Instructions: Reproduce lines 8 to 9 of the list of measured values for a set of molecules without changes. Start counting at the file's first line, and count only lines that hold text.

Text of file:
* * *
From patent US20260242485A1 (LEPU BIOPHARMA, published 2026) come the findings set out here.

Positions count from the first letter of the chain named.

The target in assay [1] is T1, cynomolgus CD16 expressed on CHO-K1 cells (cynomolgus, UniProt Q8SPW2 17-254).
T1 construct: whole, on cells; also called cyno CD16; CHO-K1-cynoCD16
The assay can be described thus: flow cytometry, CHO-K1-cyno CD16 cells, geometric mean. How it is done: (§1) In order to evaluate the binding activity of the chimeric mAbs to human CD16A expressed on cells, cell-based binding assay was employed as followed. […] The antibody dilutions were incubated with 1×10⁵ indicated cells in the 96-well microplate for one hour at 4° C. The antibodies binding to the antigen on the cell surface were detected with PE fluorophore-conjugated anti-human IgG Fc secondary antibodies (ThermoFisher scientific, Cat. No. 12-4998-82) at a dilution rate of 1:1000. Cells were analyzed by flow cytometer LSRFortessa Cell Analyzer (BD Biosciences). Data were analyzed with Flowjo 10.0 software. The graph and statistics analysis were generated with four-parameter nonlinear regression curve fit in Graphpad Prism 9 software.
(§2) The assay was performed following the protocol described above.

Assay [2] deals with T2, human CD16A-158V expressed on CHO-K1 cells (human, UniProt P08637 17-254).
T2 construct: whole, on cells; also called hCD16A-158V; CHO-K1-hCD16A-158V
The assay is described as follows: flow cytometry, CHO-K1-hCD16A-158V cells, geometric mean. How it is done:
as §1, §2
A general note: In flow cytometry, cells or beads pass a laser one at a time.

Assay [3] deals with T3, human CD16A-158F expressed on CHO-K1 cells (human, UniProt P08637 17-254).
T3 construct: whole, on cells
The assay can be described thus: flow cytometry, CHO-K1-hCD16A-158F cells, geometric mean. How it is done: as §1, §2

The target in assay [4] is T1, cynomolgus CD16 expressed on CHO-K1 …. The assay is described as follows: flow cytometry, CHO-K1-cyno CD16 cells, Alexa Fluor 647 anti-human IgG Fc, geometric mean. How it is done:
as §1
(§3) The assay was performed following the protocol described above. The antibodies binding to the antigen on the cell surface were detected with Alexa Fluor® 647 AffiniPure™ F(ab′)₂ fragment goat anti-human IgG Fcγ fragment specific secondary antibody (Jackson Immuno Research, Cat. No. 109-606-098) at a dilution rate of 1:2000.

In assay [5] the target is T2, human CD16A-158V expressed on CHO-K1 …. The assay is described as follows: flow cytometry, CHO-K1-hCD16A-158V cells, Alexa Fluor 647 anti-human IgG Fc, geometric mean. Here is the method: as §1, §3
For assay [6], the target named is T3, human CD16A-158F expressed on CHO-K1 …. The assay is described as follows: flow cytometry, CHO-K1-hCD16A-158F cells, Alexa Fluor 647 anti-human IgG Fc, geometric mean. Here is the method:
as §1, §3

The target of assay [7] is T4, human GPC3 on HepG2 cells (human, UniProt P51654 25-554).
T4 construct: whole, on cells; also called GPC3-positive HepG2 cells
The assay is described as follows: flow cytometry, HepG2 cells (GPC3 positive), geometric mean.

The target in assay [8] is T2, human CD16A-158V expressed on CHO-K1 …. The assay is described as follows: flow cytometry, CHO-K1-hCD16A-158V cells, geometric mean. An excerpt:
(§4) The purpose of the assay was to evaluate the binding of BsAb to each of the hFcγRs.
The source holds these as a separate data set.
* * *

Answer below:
T2 construct: whole, on cells; also called hCD16A-158V; CHO-K1-hCD16A-158V
The assay is described as follows: flow cytometry, CHO-K1-hCD16A-158V cells, geometric mean. How it is done: